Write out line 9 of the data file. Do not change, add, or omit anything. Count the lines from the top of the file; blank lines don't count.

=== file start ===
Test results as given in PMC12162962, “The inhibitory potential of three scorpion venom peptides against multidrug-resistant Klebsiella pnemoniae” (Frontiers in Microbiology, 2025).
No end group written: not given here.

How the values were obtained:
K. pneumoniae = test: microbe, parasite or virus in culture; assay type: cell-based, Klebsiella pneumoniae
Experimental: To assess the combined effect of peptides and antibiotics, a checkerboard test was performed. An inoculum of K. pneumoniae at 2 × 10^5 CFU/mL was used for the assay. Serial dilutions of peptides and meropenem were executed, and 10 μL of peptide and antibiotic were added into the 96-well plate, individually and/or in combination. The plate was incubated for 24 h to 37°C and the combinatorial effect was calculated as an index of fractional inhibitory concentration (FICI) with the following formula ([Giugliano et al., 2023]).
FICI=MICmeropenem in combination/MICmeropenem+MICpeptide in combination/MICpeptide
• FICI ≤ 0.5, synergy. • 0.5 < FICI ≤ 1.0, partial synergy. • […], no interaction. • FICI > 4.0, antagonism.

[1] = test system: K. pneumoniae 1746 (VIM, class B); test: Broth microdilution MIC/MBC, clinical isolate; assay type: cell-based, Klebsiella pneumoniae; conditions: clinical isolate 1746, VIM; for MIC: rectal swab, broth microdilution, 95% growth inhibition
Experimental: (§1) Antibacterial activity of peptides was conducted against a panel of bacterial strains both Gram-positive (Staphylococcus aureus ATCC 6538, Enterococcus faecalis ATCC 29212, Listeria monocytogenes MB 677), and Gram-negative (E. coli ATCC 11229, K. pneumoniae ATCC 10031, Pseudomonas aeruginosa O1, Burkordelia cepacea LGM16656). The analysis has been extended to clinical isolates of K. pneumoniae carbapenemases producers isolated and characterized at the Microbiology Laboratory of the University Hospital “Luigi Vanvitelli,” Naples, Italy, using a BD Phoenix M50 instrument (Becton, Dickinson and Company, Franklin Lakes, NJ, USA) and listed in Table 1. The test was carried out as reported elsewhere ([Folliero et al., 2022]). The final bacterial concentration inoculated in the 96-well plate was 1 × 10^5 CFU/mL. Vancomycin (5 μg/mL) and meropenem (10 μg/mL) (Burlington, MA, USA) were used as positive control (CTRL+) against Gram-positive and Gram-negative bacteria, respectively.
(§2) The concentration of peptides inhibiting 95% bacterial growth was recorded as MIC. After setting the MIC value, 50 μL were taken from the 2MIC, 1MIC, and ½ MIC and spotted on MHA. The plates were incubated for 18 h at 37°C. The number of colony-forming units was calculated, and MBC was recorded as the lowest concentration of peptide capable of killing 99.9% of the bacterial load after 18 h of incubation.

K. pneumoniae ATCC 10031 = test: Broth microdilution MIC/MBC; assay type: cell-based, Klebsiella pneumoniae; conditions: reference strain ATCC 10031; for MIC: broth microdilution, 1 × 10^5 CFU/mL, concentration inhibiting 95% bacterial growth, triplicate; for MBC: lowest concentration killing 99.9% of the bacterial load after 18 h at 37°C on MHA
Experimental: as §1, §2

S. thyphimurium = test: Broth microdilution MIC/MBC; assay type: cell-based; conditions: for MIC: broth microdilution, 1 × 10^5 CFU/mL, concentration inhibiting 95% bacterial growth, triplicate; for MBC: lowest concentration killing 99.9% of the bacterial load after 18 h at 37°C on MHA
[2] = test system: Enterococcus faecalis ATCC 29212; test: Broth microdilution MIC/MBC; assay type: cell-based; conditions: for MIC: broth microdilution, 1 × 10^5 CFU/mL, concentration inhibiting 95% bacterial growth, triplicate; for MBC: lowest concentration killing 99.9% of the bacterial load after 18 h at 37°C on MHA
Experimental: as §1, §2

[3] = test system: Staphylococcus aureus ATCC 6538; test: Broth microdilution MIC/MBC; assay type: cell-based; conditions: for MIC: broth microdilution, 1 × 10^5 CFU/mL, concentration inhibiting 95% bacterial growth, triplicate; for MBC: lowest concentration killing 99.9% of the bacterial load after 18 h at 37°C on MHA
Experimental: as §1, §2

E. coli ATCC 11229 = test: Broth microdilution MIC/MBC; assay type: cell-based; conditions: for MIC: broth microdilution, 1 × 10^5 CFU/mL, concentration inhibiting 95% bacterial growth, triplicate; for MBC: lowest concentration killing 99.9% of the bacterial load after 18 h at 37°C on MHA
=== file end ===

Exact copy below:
Experimental: (§1) Antibacterial activity of peptides was conducted against a panel of bacterial strains both Gram-positive (Staphylococcus aureus ATCC 6538, Enterococcus faecalis ATCC 29212, Listeria monocytogenes MB 677), and Gram-negative (E. coli ATCC 11229, K. pneumoniae ATCC 10031, Pseudomonas aeruginosa O1, Burkordelia cepacea LGM16656). The analysis has been extended to clinical isolates of K. pneumoniae carbapenemases producers isolated and characterized at the Microbiology Laboratory of the University Hospital “Luigi Vanvitelli,” Naples, Italy, using a BD Phoenix M50 instrument (Becton, Dickinson and Company, Franklin Lakes, NJ, USA) and listed in Table 1. The test was carried out as reported elsewhere ([Folliero et al., 2022]). The final bacterial concentration inoculated in the 96-well plate was 1 × 10^5 CFU/mL. Vancomycin (5 μg/mL) and meropenem (10 μg/mL) (Burlington, MA, USA) were used as positive control (CTRL+) against Gram-positive and Gram-negative bacteria, respectively.